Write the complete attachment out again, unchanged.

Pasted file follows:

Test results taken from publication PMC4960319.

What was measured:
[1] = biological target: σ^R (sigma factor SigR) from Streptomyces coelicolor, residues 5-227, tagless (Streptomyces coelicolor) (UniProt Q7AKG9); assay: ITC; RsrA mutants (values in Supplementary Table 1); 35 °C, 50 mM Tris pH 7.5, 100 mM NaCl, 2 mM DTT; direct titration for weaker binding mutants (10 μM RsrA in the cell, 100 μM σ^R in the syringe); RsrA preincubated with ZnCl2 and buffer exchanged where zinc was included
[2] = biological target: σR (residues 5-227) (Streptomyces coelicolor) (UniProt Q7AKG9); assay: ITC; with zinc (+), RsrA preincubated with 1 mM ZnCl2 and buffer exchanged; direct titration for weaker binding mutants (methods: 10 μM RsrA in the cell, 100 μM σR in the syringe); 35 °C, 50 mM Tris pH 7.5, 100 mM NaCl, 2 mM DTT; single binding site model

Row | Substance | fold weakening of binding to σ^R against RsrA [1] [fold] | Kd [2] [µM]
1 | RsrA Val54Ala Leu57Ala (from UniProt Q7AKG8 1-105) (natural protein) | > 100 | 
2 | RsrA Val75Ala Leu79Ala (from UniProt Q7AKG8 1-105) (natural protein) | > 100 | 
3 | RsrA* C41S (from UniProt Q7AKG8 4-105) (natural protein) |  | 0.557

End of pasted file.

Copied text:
Test results taken from publication PMC4960319.

What was measured:
[1] = biological target: σ^R (sigma factor SigR) from Streptomyces coelicolor, residues 5-227, tagless (Streptomyces coelicolor) (UniProt Q7AKG9); assay: ITC; RsrA mutants (values in Supplementary Table 1); 35 °C, 50 mM Tris pH 7.5, 100 mM NaCl, 2 mM DTT; direct titration for weaker binding mutants (10 μM RsrA in the cell, 100 μM σ^R in the syringe); RsrA preincubated with ZnCl2 and buffer exchanged where zinc was included
[2] = biological target: σR (residues 5-227) (Streptomyces coelicolor) (UniProt Q7AKG9); assay: ITC; with zinc (+), RsrA preincubated with 1 mM ZnCl2 and buffer exchanged; direct titration for weaker binding mutants (methods: 10 μM RsrA in the cell, 100 μM σR in the syringe); 35 °C, 50 mM Tris pH 7.5, 100 mM NaCl, 2 mM DTT; single binding site model

Row | Substance | fold weakening of binding to σ^R against RsrA [1] [fold] | Kd [2] [µM]
1 | RsrA Val54Ala Leu57Ala (from UniProt Q7AKG8 1-105) (natural protein) | > 100 | 
2 | RsrA Val75Ala Leu79Ala (from UniProt Q7AKG8 1-105) (natural protein) | > 100 | 
3 | RsrA* C41S (from UniProt Q7AKG8 4-105) (natural protein) |  | 0.557